Monday, 10 March 2014

When you've got nothing, you've got nothing to lose

A long while ago we had this craving for a simpler life. About 3 years ago today I had my first encounter with a washboard and mangle at our first WWOOF hosts. Our first taste of off grid living. I'd been talking to Ady and the kids only the week before about how I thought a washing machine was a luxury item it would be easy to live without. About how in my Grandma's day there would be one day a week dedicated to laundry processing and that was just the sort of simple existence I was looking forward to us enjoying.

Except that I learnt with that very first experience of washboards and mangles that modern clothes are not designed to stand up to the harsh treatment that washboards or mangles give them. The choice was grass stains in the knees of our jeans or simply no knees in our jeans. A washing machine was one of the most recent additions to our life here and the novelty of that 'mod con' has still not worn off. Today I did four loads of laundry and although it is still a far cry from the days in a house when I'd stick the machine on and go off and do other things (go out, sit down, go to bed....) as it has to be monitored, it is still a massive leap forward from heading the mile down to the village with it and then hanging about while it washes, then carrying a bag of wet washing the mile back up the hill again to hang it out.

This is week four without a vehicle and while we are managing it is tiresome and time consuming. We don't have a lot of rubbish but bottles and cans soon build up so yesterday we trekked to the pier with a full wagon of recycling - a 2 hour trip which would have taken ten minutes in a car. For the same reasons I go through a pair of wellies every couple of months (walking several miles every day over ankle deep mud, sandy paths and rough rocky tracks) wheelbarrow and wagon tyres have a very limited life before they need replacing.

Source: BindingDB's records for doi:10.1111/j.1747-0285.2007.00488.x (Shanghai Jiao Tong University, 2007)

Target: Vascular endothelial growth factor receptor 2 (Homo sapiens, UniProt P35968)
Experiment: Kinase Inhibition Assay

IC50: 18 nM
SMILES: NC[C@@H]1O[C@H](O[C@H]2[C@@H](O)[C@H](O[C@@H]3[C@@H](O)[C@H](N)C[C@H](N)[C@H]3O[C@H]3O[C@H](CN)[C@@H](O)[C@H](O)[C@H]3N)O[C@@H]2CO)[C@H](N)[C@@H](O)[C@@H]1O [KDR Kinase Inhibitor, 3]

It is a simpler life, in many ways a more rewarding one but the slow pace of life means moving forward is frustratingly slow, foiled at too many turns and simply existing takes way more time and energy than you could ever anticipate.

There are joys too of course - during that two hour trip to the pier we chatted the whole way, bumped into various people, marvelled at the beauty of the weather, the wildlife, the landscape. I appreciate the full line of laundry blowing in the wind, drying in the sun in a way I never would have taken pleasure from before.

Definitely Living The Dream, just sometimes redefining it a wee bit to add in some extra bits to make it even better...


  1. The amount of times here I think I'll cycle to the shops/library/post office and end up taking the car! It's just quicker and there's always something else to do that you just want to get things done quickly. We were without a car for a year when baby number three was born and went everywhere by bike with the baby in a trailer. Life seemed calmer as I didn't commit to running here, there and everywhere. With the car you tend to think I can just nip there on the way to that and it just snowballs and you're running around like a headless chicken!

  2. I love reading your blog, I really admire you and yours for actually making the 'dream' happen. I used to think that i would like to have ' a good life' lifestyle growing our own/keeping chickens but I know I could nt do it!!